Assessing the Economic Impacts of Climate Change
AbstractThe present research describes a climate change integrated impact assessment exercise, whose economic evaluation is based on a CGE approach and modeling effort. Estimates indicate that a temperature increase of 1.92°C compared to pre-industrial levels in 2050 (consistent with the A1B IPCC SRES scenario) could lead to global GDP losses of approximately 0.5% compared to a hypothetical scenario where no climate change is assumed to occur. Northern Europe is expected to slightly benefit (+0.18%), while Southern and Eastern Europe are expected to suffer from the climate change scenario under analysis (-0.15% and -0.21% respectively). Most vulnerable countries are the less developed regions, such as South Asia, South-East Asia, North Africa and Sub-Saharan Africa.
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Bibliographic InfoArticle provided by Fondazione Eni Enrico Mattei in its journal Review of Environment, Energy and Economics.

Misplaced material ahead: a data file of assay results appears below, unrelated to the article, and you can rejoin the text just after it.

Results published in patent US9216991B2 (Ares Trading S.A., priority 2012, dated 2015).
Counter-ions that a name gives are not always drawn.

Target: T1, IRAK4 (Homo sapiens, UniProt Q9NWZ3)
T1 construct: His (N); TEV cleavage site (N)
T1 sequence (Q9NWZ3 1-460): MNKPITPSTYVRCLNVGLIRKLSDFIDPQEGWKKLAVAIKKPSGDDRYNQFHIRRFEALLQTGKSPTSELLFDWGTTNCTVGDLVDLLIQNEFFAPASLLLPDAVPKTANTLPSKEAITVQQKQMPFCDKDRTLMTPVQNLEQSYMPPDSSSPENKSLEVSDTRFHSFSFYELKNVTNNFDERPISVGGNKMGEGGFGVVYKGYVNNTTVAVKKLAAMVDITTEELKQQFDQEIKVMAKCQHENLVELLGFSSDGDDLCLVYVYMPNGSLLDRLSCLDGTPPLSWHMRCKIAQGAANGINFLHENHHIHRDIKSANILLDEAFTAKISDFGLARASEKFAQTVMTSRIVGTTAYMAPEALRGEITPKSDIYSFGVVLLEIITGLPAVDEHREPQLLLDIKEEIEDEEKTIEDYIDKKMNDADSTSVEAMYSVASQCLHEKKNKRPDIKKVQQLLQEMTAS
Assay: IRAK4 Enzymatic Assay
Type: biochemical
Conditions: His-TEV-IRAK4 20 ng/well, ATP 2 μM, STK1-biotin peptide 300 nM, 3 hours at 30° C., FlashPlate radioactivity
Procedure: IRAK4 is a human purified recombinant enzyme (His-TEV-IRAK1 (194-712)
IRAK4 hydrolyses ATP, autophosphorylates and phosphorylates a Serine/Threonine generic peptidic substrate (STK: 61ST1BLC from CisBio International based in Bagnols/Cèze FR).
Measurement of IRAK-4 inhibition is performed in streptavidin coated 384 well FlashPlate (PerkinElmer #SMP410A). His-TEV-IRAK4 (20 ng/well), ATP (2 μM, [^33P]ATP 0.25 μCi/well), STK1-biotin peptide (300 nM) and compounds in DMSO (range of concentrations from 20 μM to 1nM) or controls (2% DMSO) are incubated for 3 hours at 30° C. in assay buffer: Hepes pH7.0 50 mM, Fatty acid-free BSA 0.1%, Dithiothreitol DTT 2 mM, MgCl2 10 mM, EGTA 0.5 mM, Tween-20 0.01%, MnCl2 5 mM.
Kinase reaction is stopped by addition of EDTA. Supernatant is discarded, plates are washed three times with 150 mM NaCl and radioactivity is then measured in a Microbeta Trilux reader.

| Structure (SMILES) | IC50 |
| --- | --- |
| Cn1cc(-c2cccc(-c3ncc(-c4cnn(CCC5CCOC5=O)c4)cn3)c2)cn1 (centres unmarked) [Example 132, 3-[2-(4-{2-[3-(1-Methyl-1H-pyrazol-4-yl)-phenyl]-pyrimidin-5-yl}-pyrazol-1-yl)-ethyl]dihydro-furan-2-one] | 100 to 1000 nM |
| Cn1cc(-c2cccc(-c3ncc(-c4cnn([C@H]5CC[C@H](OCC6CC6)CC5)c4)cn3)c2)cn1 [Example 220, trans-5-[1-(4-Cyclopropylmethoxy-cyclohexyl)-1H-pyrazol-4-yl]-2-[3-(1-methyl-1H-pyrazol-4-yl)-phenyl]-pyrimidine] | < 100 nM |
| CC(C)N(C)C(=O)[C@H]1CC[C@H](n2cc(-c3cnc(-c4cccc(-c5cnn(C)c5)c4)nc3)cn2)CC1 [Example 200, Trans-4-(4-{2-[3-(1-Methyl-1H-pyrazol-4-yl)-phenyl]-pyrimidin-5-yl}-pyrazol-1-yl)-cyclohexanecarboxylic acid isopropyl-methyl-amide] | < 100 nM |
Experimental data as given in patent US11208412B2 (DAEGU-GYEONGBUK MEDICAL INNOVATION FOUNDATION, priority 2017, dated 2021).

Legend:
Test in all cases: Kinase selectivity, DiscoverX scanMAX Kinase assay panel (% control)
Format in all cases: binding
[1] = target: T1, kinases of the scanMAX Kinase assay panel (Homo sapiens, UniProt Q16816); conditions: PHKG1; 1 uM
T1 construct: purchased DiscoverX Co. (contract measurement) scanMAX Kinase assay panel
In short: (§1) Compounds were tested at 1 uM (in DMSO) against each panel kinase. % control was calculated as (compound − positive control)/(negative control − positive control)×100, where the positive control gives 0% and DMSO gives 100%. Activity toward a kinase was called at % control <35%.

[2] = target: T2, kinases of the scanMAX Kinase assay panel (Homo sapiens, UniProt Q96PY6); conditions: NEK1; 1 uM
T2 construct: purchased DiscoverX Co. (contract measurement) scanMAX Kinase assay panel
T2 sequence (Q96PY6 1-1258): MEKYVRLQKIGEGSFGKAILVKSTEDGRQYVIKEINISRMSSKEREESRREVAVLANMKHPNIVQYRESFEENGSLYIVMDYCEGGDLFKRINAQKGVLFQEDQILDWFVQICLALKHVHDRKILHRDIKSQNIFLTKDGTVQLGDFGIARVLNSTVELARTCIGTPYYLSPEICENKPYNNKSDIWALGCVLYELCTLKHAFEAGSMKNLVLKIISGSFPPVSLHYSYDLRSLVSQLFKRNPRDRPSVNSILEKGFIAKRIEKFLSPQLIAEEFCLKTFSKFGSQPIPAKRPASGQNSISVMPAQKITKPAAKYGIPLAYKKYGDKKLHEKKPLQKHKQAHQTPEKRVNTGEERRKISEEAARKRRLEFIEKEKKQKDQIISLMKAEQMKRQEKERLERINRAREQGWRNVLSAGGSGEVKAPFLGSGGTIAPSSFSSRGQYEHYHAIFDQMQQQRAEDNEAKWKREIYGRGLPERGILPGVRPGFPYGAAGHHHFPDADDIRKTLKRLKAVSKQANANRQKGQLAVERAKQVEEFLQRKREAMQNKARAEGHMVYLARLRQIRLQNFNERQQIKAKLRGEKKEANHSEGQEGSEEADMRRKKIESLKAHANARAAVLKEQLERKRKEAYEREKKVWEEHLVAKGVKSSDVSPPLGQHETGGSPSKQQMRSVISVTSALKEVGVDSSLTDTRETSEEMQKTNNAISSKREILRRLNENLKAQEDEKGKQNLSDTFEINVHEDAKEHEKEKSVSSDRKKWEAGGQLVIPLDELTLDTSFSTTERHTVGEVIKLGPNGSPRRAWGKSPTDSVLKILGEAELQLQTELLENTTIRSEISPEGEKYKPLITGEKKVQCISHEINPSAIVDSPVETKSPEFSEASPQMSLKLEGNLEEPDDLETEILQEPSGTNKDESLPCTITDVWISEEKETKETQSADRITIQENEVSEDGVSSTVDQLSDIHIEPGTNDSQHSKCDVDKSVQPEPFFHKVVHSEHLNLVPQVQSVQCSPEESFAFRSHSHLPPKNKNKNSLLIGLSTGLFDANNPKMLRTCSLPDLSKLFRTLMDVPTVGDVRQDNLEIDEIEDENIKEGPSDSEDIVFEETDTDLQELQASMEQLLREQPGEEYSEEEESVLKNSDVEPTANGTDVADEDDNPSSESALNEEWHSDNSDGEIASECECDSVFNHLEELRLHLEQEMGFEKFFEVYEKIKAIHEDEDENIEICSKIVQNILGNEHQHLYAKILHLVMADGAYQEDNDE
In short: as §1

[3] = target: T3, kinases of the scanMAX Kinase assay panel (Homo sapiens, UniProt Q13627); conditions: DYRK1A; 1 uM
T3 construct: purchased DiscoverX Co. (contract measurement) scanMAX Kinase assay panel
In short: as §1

Volume (Year): (2012)
Issue (Month): (February)
Computable General Equilibrium Modeling; Impact Assessment; Climate Change;
Find related papers by JEL classification:
- C68 - Mathematical and Quantitative Methods - - Mathematical Methods; Programming Models; Mathematical and Simulation Modeling - - - Computable General Equilibrium Models
- Q51 - Agricultural and Natural Resource Economics; Environmental and Ecological Economics - - Environmental Economics - - - Valuation of Environmental Effects
- Q54 - Agricultural and Natural Resource Economics; Environmental and Ecological Economics - - Environmental Economics - - - Climate; Natural Disasters
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- Halkos, George, 2013. "Uncertainty in optimal pollution levels: Modeling the benefit area," MPRA Paper 47768, University Library of Munich, Germany.
- Francesco Bosello & Enrica De Cian, 2013. "Climate Change, Sea Level Rise, and Coastal Disasters. A Review of Modeling Practices," Working Papers 2013.104, Fondazione Eni Enrico Mattei.
- Richard S.J. Tol, 2012.
"Targets for Global Climate Policy: An Overview,"
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3712, Department of Economics, University of Sussex.
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